José Antonio Vega Macotela
Born in Mexico City, José Antonio Vega Macotela studied at its Escuela Nacional de Artes Plásticas, and at the Rijksakademie Van Beeldende Kunsten in Amsterdam. His work is centred on research into the representational possibilities of labor, time, and energy in specific social contexts. He has exhibited in important international venues such as Manifesta 9 (Genk, Limburg, Belgium), the New Museum Triennial (New York), the 29th Sao Paulo Biennial, Prospect 3 (New Orleans), as well as at MACBA (Barcelona) and Witte de Witt (Rotterdam).
José Antonio Vega Silva
José Antonio Vega Silva was born in Apaseo el Alto, Guanajuato, Mexico. He received a Masters Degree and a Ph.D. in Education from the Instituto Politécnico Nacional in Mexico City. As a social activist, he has worked with people to develop actions centred on new ways of living and living together. A poet, as well as a writer of short stories and fables, he has published three books and has fifteen more pending publication. He is currently developing different projects involving science, art, and philosophy.
A project for Atlántica by José Antonio Vega Macotela. Text Jose Antonio Vega Silva.
Tools are created as extensions of our own body. When we use them, we increase our ability to perform the tasks through which we are able to transform nature for our benefit. They possess what we could call a “use potential,” one that varies over time and thus gives them a specific lifespan. Their potential is greatest when they are new and declines with use until they eventually become unserviceable. The longer the time, the greater is their use and the more diminished is their potential.
The sickle and the peasant combine together harmoniously to reap an armful of wheat; the blacksmith and the hammer bond to forge a horseshoe on the anvil; when tightening a bolt, the mechanic and the wrench become one, and the same happens with the hammer and chisel when working stone. In all of these instances the potential of the hand tool as a whole is increased, and we concur with Spinoza when he declares that an increase in potential engenders joy.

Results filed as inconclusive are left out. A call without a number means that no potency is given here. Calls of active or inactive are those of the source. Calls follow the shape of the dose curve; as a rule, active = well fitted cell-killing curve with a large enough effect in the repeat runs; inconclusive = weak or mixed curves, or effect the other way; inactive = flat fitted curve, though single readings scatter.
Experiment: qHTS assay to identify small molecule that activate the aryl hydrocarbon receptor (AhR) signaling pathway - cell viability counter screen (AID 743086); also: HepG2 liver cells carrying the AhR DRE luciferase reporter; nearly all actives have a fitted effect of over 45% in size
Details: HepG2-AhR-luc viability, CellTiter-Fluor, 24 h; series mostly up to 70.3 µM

Tools are made up of a set of complex relations of movement and rest among the particles of metal of which they are composed, metals that have been created from virtually nothing within the core of stars and that have lain in the interior of the earth, like embryos, until they are extracted by the Caesarean process of metallurgy.
Put to work, they are subject to friction, nicks, and all kinds of deterioration, which produces a decline in strength as they shed their constituent particles and in consequence lose their ability to carry out relationships with the objects that they affect and that in turn sculpt them.
Mined tools are transformed with the passage of time into sculptures; in other words, they acquire what we might call a “poetic potential,” one that reaches its zenith and permanence when their use potential has been completely exhausted.
Spinoza urges us to accept that all things possess a soul, and that body and soul are strictly one and the same thing when viewed as the two different attributes of one Being: Extension and Thought. The soul of a tool is shaped by all of the internal tensions that strive to persevere in its Being, and that soul is transformed when the use modifies its internal relations.
The bodies of tools, in their own way, store the images of the hands that use them and of the objects that affect them and modify their constituent relations as particles are lost. The “poetic potential” consists in the reintegration of the particles of the Being from which they arose. Their soul also changes when they lack the totality of their particles; their internal tensions are transformed, producing a variation in the sounds that inhere in the structure of the metal. They are particles of dust, body and soul returning to the Being; flowing like a river.